Do’s and Dont's to help battle employee burnout
5 MIN. READ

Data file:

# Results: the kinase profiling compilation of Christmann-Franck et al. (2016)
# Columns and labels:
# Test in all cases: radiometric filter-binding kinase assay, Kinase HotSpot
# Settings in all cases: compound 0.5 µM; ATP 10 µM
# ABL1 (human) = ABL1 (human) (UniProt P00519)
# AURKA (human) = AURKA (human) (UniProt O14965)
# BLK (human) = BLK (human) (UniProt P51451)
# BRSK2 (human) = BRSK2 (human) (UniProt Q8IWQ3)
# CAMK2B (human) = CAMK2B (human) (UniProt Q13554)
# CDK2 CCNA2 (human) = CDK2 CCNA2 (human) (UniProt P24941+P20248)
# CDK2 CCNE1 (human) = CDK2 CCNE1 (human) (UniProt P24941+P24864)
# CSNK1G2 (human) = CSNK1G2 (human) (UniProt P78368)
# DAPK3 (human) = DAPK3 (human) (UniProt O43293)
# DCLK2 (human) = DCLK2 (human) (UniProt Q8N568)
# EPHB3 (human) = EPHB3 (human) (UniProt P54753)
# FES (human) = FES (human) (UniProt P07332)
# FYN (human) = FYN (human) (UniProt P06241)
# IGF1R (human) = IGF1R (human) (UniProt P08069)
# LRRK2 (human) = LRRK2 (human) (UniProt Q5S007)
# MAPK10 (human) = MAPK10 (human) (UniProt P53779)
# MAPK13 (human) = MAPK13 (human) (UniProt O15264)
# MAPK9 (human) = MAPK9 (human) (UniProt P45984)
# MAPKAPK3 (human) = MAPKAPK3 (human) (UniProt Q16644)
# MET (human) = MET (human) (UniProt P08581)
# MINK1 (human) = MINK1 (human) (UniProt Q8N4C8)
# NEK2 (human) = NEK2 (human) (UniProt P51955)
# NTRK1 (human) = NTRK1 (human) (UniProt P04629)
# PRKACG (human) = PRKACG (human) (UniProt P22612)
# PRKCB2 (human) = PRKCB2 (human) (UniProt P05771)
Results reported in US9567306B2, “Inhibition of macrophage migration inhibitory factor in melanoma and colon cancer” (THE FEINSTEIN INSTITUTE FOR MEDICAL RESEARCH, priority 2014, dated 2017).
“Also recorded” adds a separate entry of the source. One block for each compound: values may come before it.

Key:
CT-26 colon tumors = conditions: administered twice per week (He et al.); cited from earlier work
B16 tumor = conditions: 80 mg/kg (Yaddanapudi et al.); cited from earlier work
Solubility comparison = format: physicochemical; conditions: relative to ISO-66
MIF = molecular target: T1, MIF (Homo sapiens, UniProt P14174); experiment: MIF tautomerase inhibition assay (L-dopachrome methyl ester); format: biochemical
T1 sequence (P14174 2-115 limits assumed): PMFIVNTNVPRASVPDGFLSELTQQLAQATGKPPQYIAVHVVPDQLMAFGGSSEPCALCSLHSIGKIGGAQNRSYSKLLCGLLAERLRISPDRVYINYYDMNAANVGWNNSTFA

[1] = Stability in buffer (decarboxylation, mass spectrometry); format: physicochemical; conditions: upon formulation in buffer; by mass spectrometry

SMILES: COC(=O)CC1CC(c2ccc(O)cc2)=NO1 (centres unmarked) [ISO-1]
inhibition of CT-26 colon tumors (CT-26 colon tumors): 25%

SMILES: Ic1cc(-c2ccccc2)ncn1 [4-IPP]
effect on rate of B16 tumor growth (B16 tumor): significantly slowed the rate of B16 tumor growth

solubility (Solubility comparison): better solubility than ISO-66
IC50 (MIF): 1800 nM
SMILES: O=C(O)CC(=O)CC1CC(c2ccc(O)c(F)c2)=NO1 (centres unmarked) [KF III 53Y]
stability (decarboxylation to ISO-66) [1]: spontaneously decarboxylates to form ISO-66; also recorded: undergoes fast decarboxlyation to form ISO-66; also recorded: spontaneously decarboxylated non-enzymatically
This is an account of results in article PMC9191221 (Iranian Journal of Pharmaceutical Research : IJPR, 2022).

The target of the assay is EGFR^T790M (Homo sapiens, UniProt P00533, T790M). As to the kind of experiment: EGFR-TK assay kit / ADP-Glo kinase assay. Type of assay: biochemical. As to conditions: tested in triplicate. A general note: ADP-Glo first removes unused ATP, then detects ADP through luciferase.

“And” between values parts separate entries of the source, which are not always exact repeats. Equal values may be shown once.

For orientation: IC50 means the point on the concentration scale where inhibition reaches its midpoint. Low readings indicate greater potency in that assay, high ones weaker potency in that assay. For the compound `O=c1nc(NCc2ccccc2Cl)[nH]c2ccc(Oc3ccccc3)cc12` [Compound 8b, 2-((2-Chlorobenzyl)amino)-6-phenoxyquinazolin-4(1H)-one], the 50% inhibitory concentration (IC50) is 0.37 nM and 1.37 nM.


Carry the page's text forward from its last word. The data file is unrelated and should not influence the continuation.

BATTLING BURNOUT As the pandemic continues, burnout—defined as chronic workplace stress that has not been successfully managed—is becoming a bigger factor in overall mental health.1 In a recent survey, 75 percent of employees said they have experienced burnout at work, with 40 percent of them saying they’ve experienced it during the pandemic.2 On top of that, four in five employees say they feel emotionally drained from their work, an early sign of burnout.3 Battling burnout begins with understanding it’s not a self-care issue, but rather an organizational problem. Check out some do’s and don’ts that can help tackle burnout among your workforce. A FEW DO’S AND DON’TS DON’T Don’t attempt to tackle burnout with self-directed solutions alone, like wellness programs, mobile apps and EAPs, which are unlikely to address the root cause. DO Do recognize that battling burnout begins at the organizational level by changing aspects of company culture that contribute to burnout—like unrealistic work expectations, lack of support, insufficient rewards or benefits.4 DON’T Don’t treat burnout like it's caused by a single factor. DO Do provide solutions that address the multiple causes of burnout (unsustainable workload, perceived lack of control, insufficient rewards for effort, lack of a supportive community, lack of fairness, mismatched values and skills).5 DON’T Don’t foster a culture that rewards working excessively long hours. DO Do encourage productive employees to disconnect from their work when possible. Reward them with things like flexible work hours or PTO days for mental health.5, 6 DON’T Don’t underestimate the important role frontline managers can play supporting employees facing burnout. DO Do encourage frontline managers to communicate empathetically and support their staff by checking in regularly, beyond review time, and act on what they’ve heard—to help reduce employee burnout and improve well-being.7, 8 DON’T Don’t assume everyone understands burnout and its repercussions. DO Do educate leadership and managers about burnout, including its impact and how to spot and mitigate it. Drive employee awareness through things like internal campaigns, peer-to-peer outreach programs, safe-space discussions on burnout and creating an online employee mental health resource page.9,10 FOR ADDITIONAL INSIGHTS AND RESOURCES FROM OUR ONGOING BEHAVIORAL HEALTH SERIES, VISIT SMARTERBETTERHEALTHCARE.COM You can also click here to read our Making Full Health the Focus eBook. 1 World Health Organization, “Burn-out an 'Occupational Phenomenon': International Classification of Diseases,” May 28, 2019. 2 Brie Weiler Reynolds, “FlexJobs, Mental Health America Survey: Mental Health in the Workplace,” FlexJobs Blog, Aug. 21, 2020. 3 Taylor Adams, Madeline Reinert, Danielle Fritze, and Theresa Nguyen, Mind the Workplace 2021, Mental Health America, 2021. 4, 5, 8, 10 Jennifer Moss, “Beyond Burned Out,” Harvard Business Review, Feb. 10, 2021. 6 Ashley Stahl, “What the Future of Work Means for our Mental Health,” Forbes, Oct. 9, 2020. 7 Eagle Hill, “Webinar: Organizational Strategies for Battling Burnout during the COVID-19 Pandemic,” Apr. 15, 2020. 9 Silke Glaab, “Eliminating the Stigma Around Mental Health in the Workplace,” Forbes, Dec. 2, 2019.